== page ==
blog

Handling Hundreds of Thousands of Concurrent HTTP Connections on AWS

By Ivaylo Vrabchev, Cloud Services Consultant at HeleCloud™

Introduction

In the era of Cloud computing, we need to be able to design highly-available, fault-tolerant, cost-efficient, scalable systems. Some of these systems are heavily loaded with thousands or even millions of requests per second. Most of the Cloud Load Balancers are designed to handle such loads, but they scale up gradually, in line with traffic. So what would happen if all requests were received at once or within a few seconds’ time windows? There would be a huge spike, which the standard Cloud Load Balancers will not be able to handle.

Let’s imagine that we are AWS Cloud Architects who have to provide a simple Web server solution to handle more than 100,000 concurrent HTTP connections.

Web Server Solution Design

Graphic 1: Web Server Solution Design

The components, which comprise the architecture are:

  1. VPC
  2. DMZ/Private Subnets
  3. Elastic LoadBalancer
  4. EC2 Instances
  5. CloudWatch

VPC and Subnets

In this architecture, will be using a standard VPC configuration with two DMZ and two private subnets situated in two availability zones. DMZ will be utilised only for publicly facing services e.g. Load Balancers, Bastion Hosts etc. Private Subnets will be used to host all other services e.g. FrontEnd, Backend servers.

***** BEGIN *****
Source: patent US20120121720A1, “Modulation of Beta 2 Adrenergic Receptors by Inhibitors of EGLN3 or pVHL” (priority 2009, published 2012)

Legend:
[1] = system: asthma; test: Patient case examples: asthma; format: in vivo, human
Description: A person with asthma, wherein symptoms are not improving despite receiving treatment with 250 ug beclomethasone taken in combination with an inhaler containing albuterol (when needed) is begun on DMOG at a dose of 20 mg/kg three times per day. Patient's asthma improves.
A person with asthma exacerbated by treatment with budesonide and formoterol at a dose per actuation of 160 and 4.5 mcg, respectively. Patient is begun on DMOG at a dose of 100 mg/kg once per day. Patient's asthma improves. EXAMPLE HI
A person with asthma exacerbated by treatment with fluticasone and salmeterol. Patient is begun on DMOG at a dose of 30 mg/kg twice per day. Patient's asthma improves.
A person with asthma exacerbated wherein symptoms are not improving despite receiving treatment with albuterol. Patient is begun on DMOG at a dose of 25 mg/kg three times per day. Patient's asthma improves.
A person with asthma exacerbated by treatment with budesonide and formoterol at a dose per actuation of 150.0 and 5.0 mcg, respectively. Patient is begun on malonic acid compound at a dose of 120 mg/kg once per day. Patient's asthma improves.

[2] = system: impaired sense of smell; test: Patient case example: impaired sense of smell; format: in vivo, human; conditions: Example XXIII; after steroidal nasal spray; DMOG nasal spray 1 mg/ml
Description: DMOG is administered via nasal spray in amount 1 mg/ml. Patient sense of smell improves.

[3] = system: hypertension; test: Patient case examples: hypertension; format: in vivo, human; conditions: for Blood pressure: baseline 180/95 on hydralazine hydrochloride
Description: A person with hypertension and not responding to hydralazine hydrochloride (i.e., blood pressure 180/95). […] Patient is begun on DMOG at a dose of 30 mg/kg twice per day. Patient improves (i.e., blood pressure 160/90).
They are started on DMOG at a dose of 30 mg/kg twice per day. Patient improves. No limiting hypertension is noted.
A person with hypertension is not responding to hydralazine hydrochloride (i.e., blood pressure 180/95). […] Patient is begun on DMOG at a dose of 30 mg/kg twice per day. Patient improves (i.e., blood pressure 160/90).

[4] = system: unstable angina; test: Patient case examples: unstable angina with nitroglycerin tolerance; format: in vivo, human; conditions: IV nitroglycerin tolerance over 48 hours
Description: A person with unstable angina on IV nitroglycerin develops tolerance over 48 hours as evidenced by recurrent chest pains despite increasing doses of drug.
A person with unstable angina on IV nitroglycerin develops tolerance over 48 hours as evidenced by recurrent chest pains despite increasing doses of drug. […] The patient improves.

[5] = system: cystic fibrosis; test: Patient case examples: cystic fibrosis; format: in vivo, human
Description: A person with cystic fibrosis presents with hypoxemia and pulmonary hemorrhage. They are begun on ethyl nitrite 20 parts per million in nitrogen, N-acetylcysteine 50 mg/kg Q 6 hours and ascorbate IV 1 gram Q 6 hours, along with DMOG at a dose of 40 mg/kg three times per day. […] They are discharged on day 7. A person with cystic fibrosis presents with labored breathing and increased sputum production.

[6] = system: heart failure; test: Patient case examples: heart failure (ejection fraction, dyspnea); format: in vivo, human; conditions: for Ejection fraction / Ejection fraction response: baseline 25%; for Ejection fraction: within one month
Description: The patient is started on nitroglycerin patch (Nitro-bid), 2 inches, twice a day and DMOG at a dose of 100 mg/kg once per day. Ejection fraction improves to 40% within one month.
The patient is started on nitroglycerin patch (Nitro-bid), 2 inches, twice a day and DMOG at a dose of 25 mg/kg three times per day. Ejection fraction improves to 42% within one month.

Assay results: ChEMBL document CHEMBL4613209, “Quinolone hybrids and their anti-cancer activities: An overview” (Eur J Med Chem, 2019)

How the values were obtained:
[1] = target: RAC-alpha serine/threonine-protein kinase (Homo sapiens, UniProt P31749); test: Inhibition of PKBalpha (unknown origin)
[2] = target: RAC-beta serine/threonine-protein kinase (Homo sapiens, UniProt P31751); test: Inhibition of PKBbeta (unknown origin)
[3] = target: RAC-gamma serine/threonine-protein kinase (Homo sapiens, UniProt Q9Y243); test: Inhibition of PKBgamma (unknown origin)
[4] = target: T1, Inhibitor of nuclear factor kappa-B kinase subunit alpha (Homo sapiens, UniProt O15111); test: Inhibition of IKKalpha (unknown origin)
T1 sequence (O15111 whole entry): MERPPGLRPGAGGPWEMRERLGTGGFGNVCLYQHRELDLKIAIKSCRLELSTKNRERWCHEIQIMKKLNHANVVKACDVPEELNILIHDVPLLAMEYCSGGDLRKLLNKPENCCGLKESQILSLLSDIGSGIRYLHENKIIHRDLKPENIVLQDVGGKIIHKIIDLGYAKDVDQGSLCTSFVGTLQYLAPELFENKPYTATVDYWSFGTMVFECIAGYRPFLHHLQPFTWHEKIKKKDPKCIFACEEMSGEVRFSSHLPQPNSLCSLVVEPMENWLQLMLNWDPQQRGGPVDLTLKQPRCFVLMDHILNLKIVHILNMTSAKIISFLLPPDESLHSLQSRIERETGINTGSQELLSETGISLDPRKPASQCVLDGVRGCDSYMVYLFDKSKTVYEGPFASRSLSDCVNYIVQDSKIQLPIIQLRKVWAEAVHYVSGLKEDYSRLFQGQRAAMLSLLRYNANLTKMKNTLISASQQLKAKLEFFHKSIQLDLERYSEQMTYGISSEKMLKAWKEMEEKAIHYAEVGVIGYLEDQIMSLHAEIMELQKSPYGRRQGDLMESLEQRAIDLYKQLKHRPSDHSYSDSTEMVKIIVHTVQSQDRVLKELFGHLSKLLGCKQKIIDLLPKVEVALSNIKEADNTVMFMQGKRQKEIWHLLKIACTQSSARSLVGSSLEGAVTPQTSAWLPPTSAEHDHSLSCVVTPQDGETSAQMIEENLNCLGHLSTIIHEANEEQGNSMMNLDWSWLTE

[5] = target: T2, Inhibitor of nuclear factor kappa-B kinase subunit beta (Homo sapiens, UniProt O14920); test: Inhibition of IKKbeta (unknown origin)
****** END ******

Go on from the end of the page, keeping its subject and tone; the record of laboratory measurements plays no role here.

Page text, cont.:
Load Balancer

We need to select which type of load balancer we are going to use. As described earlier, the standard Application Load Balancer (ALB) will not be able to handle such spikes, due to gradual traffic scalability. They can be pre-warmed but this is a manual task that requires assistance from the AWS Support team.

As the leading public Cloud provider, AWS is always there to help. They identified this problem and released Network Load Balancer (NLB). It is designed to handle tens of millions of requests per second while maintaining high throughput at ultra-low latency. NLB operates at the connection layer (OSI Layer 4), routing connections to targets based on IP protocol data. That means we are responsible to configure properly the rest of the communication to Layer 7, in order to provide a fully operational HTTP application.

EC2 Instance

In our case, there are no specific requirements for the underlying operating system, so I highly recommend using Amazon Linux. It is optimised for the AWS Platform. Horizontal scaling is always better than vertical if your goal is to create a highly-available and fault-tolerant system.